Book World: Matthew Continetti reviews Sarah Palin's 'Going Rogue'
An American Life
By Sarah Palin
HarperCollins. 413 pp. $28.99
Like a lot of people, as soon as I got my copy of Sarah Palin's "Going Rogue," I immediately thought of the German literary critic Hans Robert Jauss.
Jauss is known as the father of critical reception theory. According to Jauss, every book is read in a social context. In his view, the reader's attitudes, beliefs, values and judgments are just as important as the text. Sometimes more.
Palin probably didn't set out to write a book that tested Jauss's thesis. But, in so many ways, the reaction to "Going Rogue" is as interesting as its content.
Palin's memoir is everything you'd expect from a politician who has no intention of leaving the national scene. With the aid of Lynn Vincent as her ghostwriter, she tells homespun stories, cracks a few jokes, provides juicy campaign gossip and lets the reader know where she stands on issues such as the right to life, government taxes and spending, health care and climate change. Like a good Republican, she invokes Ronald Reagan's name at every opportunity. The book is so packed with facts, history and encomiums about her state, she's practically a one-woman Alaska Division of Tourism: "We have the highest number of pilots per capita in the United States."
Palin tells her side of a story that's usually told by her opponents. It's the tale of how she rose from small-town mayor to the 2008 Republican vice presidential nominee to her current status as global celebrity and one of the most polarizing figures in American politics. She writes in the warm, casual, occasionally corny voice that has made her so lovable to some and revolting to others. I'll go out on a limb and predict that if you like Palin, you'll like "Going Rogue" -- and if you don't like Palin, well, I hear the new Stephen King is pretty good.
What's unusual is that "Going Rogue" has ignited such a media firestorm. After all, politicians write books like this all the time. Nobody pays any attention. Nancy Pelosi, Harry Reid, Bill Frist, John Ashcroft, Mike Huckabee, Joe Biden, Henry Waxman -- and many, many more -- have all put pen to paper (often with help from collaborators) in order to record the authorized accounts of their political and personal lives. But they don't often go on "Oprah."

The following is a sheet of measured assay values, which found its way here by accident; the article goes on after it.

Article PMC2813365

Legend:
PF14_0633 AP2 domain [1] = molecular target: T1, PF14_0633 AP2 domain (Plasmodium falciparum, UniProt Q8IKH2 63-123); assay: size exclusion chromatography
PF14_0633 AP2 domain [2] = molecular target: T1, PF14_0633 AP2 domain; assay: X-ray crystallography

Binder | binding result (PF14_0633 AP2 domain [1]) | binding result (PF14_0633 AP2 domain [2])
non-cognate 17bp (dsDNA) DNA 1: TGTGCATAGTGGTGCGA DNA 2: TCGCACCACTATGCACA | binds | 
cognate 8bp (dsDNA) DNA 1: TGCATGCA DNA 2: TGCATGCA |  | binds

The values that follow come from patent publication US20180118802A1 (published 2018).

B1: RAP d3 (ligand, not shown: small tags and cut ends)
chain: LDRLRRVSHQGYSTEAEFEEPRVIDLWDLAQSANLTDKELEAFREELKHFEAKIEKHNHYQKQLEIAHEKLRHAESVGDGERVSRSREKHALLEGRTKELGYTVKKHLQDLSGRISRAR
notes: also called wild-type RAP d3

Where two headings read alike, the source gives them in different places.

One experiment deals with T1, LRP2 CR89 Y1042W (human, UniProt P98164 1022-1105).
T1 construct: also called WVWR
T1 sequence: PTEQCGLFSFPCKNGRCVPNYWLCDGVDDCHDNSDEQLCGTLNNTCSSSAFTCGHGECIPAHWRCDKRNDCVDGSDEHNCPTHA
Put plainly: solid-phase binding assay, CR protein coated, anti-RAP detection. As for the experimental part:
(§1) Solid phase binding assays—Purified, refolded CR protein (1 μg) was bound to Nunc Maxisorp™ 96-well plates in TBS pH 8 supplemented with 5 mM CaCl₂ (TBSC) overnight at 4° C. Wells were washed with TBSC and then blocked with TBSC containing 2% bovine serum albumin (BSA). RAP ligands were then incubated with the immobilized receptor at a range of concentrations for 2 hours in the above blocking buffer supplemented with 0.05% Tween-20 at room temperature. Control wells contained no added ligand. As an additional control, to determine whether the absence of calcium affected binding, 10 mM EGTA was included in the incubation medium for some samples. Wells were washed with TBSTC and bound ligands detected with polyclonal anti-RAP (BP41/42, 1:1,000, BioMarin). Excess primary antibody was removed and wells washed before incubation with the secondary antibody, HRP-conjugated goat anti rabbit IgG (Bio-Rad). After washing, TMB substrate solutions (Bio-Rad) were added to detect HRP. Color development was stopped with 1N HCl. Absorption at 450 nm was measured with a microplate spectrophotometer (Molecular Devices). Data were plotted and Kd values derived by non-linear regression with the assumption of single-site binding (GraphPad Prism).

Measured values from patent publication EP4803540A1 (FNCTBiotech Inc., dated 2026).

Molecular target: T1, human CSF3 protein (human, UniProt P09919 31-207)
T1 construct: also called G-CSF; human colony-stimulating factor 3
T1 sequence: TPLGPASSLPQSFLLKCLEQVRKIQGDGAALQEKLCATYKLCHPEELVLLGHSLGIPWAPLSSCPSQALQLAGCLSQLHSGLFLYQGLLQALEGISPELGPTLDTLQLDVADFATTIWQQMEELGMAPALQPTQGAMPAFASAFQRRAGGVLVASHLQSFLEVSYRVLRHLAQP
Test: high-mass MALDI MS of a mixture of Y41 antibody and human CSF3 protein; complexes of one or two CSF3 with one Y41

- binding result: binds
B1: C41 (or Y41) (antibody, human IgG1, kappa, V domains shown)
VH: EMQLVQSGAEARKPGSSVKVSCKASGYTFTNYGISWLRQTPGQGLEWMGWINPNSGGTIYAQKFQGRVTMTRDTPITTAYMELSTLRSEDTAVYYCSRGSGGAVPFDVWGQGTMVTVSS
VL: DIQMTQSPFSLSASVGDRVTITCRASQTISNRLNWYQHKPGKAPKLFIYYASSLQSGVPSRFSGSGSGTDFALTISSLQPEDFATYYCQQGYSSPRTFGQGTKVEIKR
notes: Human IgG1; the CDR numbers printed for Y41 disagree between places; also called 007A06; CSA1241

For the typical pol, a book serves as the news peg for a media tour. He gets to go on "The Daily Show," comment on public affairs and remind his constituents and campaign donors that his opinions matter. Then the book disappears. The pol returns to other business.
Palin is different. Her book has become the occasion to re-litigate the 2008 presidential campaign. All the raw cultural battles over abortion, feminism and populism that erupted when she strode into the limelight have sprung up again. All the stand-up comics who had a blast last year reducing this conservative reformer to a cartoon are ridiculing her once more.
The press and established powers in Washington consistently hold Palin to a higher standard. The AP assigned a team of 11 reporters to "fact-check" Palin's book. I don't remember Harry Reid's "The Good Fight" getting that treatment, but then, hardly anybody remembers "The Good Fight." Among the AP's discoveries was the fact that -- I am not making this up -- Palin is ambitious.
One critic described Palin as being "ungrateful" to the McCain campaign. Why? Because in her book Palin returns fire on the anonymous campaign strategists who called her a "diva" and "whackjob" to eager reporters. What was she supposed to do? Play the role of the orphan Oliver Twist and ask, "Please, sir, I want some more"?
Through no fault of her own, Sarah Palin has become a sort of political lens, refracting the different ways conservatives and liberals see the world. To her supporters, she is, as she puts it, a "common-sense conservative" who isn't afraid to make moral judgments. To her detractors, she's a moronic zealot who has no place in American public life. The two interpretations are concrete. "Going Rogue" won't do much to change any minds. But for what it reveals about our current political culture, Hans Robert Jauss would say it can't be beat.